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Ally Wallace delivers pictures of Lillie

To many artists, a studio represents a place to retreat from the world, gather thoughts and make work.

For Glasgow-based Ally Wallace, the process of giving up his studio has been not only positive, it's been liberating - which is ironic, because buildings and their relationship to the people who live and work there form the lifeblood of Wallace's art.

He has form in this respect. Thousands of visitors and patients file past his coloured glazing at the New Victoria Hospital on Glasgow's south side every day. Soon the same thing will happen at Bristol's new Southmead Hospital, where he has made nine painted aluminium discs atop posts protruding from planting. They will be viewed through windows of upper floors.

The turning point from doing studio-based work to becoming a roving artist-at-large came after Wallace spent time on a residency in Dusseldorf in 2011. "It was so exciting being out in city," he explains. "In 20-odd years of doing installation work, I realised I didn't make much work in a studio. Because it was so cold in Germany, I gave myself an hour to complete drawings and that has since become a pattern."

In the last few years, following a decision to let his studio space go, Wallace has made work in locations as diverse as Glasgow University's Bower Building, Summerlee Museum of Scottish Industrial Life, Scottish Opera's administrative HQ, RMJM Architects' Glasgow office and Martyr's School in the Townhead area of the city (designed by Charles Rennie Mackintosh and now housing Glasgow City Council's social work department).

Wallace has also spent time at the Lillie Art Gallery in Milngavie, a building he describes as being in possession of a "really odd roof". Purpose-built in 1962 by funds left by local banker and artist Robert Lillie, the gallery is probably best known for its connection to the painter Joan Eardley, whose family lived in the area.

"It's a really interesting place," says Wallace, who first visited the gallery to see an exhibition by Margot Sandeman, a close friend of Eardley's. I've been coming on-and-off since spring 2012. That summer, I did a lot of little pencil drawings. Since August 2013, I've been here every week.

"I realised after doing the drawings that the gallery had an amazing collection so I ended up coming in and looking at items from the collection in as much detail as the internal fixtures. It's very interesting for me to look at corners of places. There have been lots of 'bits' added to the gallery and it all came together to make a portrait of place."

The result has the effect of making this viewer recalibrate her vision of this working building. Visitors are more used to looking at work here in frames or plinths, but Wallace has take the sum of the gallery's parts, and then deconstructed them to create a whole new parallel Lillie.

Connected Parts begins when you walk into the first of two galleries given over to Wallace's work. In this squarish white space, with its distinctive low false ceiling and picture rail running, he has pinned his biggest pieces around the walls, including huge gaudily colourful painting studies of artworks he found in the collection.

The artist made these paintings on the floor of the gallery while it was open and visitors were talking to him. Works he has looked to for inspiration include paintings by Anne Redpath, Leon Morrocco and George Leslie Hunter. He also took out 3D pieces such as a vase and a bronze goose, and made work based on his impressions of them. All the paintings were made using ordinary household paint. There is also a 'still life' made from old pieces of cardboard he found in the gallery storeroom.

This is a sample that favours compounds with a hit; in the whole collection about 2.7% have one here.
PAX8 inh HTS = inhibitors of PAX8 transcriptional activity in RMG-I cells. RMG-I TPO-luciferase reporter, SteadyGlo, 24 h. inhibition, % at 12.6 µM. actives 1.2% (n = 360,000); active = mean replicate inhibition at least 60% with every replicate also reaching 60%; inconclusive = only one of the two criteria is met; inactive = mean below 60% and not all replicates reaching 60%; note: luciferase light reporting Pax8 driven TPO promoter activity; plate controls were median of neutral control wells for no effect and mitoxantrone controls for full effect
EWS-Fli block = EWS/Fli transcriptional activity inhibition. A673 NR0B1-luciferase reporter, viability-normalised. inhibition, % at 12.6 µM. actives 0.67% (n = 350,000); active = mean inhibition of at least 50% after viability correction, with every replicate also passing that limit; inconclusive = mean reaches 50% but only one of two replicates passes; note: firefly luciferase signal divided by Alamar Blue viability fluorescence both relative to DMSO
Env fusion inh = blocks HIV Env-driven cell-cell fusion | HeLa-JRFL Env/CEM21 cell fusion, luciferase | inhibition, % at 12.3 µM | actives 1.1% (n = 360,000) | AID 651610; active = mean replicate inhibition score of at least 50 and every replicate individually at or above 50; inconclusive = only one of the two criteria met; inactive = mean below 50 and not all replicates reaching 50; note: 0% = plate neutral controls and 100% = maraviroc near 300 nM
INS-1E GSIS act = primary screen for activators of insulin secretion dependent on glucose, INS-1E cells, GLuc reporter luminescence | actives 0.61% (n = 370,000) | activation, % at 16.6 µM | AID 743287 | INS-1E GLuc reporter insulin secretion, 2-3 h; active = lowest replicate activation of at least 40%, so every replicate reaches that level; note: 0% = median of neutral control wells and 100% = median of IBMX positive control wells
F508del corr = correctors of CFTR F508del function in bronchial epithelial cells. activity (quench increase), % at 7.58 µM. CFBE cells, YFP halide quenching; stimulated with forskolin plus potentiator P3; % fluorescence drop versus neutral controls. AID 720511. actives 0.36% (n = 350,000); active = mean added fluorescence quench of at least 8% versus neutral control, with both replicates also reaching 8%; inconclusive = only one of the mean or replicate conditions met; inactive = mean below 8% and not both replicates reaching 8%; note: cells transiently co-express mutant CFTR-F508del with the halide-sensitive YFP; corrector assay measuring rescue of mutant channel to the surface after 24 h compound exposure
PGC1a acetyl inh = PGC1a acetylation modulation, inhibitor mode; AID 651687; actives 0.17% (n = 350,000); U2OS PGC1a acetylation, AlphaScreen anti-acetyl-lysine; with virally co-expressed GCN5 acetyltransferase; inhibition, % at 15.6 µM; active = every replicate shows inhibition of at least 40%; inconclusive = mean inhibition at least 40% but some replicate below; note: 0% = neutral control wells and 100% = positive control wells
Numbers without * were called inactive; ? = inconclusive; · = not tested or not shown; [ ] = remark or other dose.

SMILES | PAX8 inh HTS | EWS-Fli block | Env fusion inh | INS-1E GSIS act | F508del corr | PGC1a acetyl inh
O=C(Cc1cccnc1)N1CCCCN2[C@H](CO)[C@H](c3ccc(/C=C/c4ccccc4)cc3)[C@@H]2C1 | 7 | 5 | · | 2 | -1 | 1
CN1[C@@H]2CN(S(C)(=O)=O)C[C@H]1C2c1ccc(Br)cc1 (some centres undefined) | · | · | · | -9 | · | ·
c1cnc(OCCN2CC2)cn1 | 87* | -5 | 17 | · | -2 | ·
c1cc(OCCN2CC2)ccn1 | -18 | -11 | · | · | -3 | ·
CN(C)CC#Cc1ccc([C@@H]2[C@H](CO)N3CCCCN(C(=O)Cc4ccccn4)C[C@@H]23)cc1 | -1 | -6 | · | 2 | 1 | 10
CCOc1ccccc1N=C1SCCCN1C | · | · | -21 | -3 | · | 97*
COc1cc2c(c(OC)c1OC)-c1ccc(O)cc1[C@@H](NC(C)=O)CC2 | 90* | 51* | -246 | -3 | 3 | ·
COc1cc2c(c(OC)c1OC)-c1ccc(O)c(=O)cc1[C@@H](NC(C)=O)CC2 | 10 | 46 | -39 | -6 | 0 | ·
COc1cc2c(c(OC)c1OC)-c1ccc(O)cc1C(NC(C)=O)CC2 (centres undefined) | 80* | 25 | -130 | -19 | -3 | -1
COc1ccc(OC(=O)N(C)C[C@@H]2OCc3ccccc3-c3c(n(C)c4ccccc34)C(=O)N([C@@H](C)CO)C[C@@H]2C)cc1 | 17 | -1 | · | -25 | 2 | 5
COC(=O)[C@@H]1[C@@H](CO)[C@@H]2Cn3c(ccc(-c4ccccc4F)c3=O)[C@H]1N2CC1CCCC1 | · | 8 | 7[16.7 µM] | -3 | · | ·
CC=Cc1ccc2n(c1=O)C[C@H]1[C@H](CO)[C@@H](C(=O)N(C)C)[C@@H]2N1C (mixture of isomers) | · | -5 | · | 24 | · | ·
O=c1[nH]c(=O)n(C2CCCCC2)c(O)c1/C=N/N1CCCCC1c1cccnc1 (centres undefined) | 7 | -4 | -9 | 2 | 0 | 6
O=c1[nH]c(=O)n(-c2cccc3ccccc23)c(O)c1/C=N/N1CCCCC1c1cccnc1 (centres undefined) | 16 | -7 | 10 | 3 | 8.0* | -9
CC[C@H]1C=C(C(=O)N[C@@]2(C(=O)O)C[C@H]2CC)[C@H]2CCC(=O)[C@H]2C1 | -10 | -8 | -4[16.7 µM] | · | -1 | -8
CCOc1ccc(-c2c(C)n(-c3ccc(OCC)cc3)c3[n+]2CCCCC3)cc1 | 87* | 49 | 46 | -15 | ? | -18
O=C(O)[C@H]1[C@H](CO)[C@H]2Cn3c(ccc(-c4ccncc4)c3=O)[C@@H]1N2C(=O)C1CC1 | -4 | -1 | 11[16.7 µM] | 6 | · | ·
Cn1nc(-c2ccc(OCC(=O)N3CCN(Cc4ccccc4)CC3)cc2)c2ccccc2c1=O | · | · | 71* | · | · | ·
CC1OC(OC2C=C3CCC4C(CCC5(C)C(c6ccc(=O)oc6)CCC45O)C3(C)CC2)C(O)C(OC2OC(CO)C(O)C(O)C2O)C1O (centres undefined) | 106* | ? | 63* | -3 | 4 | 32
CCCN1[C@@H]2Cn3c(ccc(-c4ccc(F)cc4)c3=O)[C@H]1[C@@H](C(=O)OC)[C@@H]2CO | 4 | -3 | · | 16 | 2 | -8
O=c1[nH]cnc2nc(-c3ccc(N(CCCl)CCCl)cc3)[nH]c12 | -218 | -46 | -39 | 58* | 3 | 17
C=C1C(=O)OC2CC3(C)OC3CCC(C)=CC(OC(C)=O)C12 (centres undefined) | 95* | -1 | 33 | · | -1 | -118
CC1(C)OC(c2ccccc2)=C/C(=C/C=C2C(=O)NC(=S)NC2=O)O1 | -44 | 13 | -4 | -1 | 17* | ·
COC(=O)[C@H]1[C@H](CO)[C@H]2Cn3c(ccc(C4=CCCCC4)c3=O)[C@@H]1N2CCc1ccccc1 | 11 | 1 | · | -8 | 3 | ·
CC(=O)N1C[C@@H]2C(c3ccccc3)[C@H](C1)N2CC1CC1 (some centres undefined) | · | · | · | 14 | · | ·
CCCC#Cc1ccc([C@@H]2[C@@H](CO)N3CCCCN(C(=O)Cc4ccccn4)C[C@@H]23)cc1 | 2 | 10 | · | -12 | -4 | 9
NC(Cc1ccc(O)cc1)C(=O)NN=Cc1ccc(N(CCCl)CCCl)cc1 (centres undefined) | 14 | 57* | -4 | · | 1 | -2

Wallace has placed two of the works on an installation made with wood salvaged from skips in the area. One reveals a rectangular painting in lime green with a circle cut out of the middle. While I was interviewing Wallace, veteran Scottish artist and writer Alasdair Gray happened to come into the gallery to drop off work for another exhibition. As he stood, framed by the circle, after a brief inspection of the work he pronounced it "most jolly".

Jolly the work in this room is, but step into the back gallery, with its livid red walls, and you discover a more introspective study of Lillie's overlooked corners. Wallace has pinned six or seven watercolours in here. They depict (very loosely) details from around the gallery such as a wooden bench, linoleum and the reception desk.

They are complemented by small pencil drawings of details such as sockets and door handles as well as cardboard cut-outs which, on closer inspection, turn out to be quick-fire stanley-knife drawings of the aforementioned cooky exterior of the Lillie. There are also a small balsa wood study for a sculpture, some working drawings in watercolour looking at how to design the space and pencil rubbings of little details such as a kick stool.

"If they were all separated, it would make no sense," says Wallace. "Some of the drawings are like ones you might see in schools made by sixth-year pupils. But I knew if you put them next to, say, linoleum then it would work as it would set them in context."

Nothing in this exhibition is left to chance, although regular visitors will have to work a little harder than usual to take it all in.

What Wallace has done is frame this hard-working local gallery in the most sympathetic of ways. There's nothing gilt-edged about it.

Connected Parts: An Installation by Ally Wallace, Lillie Art Gallery, Station Road, Milngavie (0141 956 5536) until March 20

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